Walnut Commons Breaks Ground

blog walnutCohousing project begins construction in Downtown Santa Cruz

After the recent murders of two Santa Cruz police officers, the builders and future members of Walnut Commons thought about moving their groundbreaking ceremony to a later date, but instead decided to acknowledge the tragedy and stick with their plans.

“It’s so important that we do proceed, because one of the things that is going to get us through this very difficult time is community, and this project is all about community,” Santa Cruz City Councilman Don Lane said at the groundbreaking.

With the recent approval of a loan from Santa Cruz County Bank, construction for the Walnut Commons Cohousing project, a unique residential complex located at the corner of Walnut Avenue and Center Street in Downtown Santa Cruz, begins this week. Project engineers hope to have the building completed by early 2014.

Walnut Commons will contain three stories with 19 independent units, as well as a 3,000 square-foot common area with a kitchen, dining room, entertainment center, and recreational space for all residents to use. Most of the units have been filled, but six remain.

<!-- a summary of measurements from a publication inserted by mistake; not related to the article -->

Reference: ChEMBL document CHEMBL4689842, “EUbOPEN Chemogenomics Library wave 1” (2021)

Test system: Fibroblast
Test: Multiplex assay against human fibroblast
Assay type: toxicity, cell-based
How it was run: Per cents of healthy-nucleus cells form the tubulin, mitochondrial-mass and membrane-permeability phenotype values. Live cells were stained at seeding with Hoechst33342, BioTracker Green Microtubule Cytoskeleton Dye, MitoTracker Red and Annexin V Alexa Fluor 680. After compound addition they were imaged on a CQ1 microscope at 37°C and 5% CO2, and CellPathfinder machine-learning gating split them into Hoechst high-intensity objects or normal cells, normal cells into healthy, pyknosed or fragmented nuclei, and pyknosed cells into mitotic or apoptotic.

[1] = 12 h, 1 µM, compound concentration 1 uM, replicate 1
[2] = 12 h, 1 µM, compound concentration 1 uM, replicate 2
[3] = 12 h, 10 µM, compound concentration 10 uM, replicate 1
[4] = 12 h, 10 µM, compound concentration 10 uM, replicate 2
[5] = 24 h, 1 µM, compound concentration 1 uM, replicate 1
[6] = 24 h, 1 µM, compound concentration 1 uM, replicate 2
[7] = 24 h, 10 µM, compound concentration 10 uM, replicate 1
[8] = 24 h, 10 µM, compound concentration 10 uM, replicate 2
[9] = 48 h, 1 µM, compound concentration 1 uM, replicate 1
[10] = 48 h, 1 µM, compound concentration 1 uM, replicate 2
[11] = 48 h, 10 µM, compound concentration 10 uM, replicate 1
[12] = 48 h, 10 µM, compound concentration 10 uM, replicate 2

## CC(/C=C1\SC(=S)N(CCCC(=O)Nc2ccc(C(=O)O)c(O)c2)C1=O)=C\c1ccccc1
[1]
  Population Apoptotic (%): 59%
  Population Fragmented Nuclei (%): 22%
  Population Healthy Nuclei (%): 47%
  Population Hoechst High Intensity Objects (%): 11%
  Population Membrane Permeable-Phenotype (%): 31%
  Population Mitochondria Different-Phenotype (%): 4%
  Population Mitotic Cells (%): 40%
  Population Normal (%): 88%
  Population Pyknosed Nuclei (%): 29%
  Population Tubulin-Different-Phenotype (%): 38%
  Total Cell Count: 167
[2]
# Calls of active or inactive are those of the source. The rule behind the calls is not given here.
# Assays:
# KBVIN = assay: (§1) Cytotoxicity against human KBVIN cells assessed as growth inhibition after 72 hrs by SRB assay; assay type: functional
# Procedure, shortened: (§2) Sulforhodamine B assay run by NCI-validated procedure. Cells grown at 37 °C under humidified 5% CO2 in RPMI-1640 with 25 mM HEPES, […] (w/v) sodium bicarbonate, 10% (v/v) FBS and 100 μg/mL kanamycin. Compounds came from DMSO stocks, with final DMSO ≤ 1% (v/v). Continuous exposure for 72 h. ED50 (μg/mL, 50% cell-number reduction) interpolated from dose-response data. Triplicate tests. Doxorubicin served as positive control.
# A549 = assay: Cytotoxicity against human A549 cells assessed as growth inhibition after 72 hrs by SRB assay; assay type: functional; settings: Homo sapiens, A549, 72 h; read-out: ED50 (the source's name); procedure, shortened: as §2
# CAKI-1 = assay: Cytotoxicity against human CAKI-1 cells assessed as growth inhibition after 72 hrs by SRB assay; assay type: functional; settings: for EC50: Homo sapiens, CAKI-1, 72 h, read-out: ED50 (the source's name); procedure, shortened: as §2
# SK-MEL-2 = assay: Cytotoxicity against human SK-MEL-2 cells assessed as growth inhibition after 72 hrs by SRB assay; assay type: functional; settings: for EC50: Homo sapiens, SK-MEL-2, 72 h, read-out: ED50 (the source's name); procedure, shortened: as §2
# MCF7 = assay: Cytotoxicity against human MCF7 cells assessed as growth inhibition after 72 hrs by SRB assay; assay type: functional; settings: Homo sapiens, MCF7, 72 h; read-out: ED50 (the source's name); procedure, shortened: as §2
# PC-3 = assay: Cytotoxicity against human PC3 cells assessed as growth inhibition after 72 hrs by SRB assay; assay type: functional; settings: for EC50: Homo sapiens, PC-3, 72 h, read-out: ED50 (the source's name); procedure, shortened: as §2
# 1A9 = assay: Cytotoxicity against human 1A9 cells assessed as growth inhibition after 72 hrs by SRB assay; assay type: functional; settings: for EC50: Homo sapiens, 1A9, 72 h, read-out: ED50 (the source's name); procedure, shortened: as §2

Walnut Commons is part of the growing cohousing movement, a form of intentional community that relies on consensual decision making, which began in Denmark in the late 1960s. The concept was imported to America by people like Charles Durrett, who also helped with the design of Walnut Commons, in conjunction with the building’s future residents and Bob Hightower of Barry Swenson Builders.

“The elevators and mailboxes are typically put in the front of a building,” says Hightower, “but in Walnut Commons we moved them to the core, so that people walk by the common areas and see what activities are going on.”

Walnut Commons planners and residents aim for it to be more than just a building. For people like Walnut Commons member and author Cecile Andrews, it is a community of individuals devoted to a smaller environmental impact and a stronger sense of community.

“We will be each other’s entertainment,” says Andrews, whose upcoming book, “Living Room Revolution: A Handbook for Conversation, Community, and the Common Good,” comes out later this month. ”The old-fashioned way of doing things is people getting together with their neighbors, talking, laughing, singing, and playing music. I envision this will be happening more at Walnut Commons.”

For more information visit walnutcommons.org.

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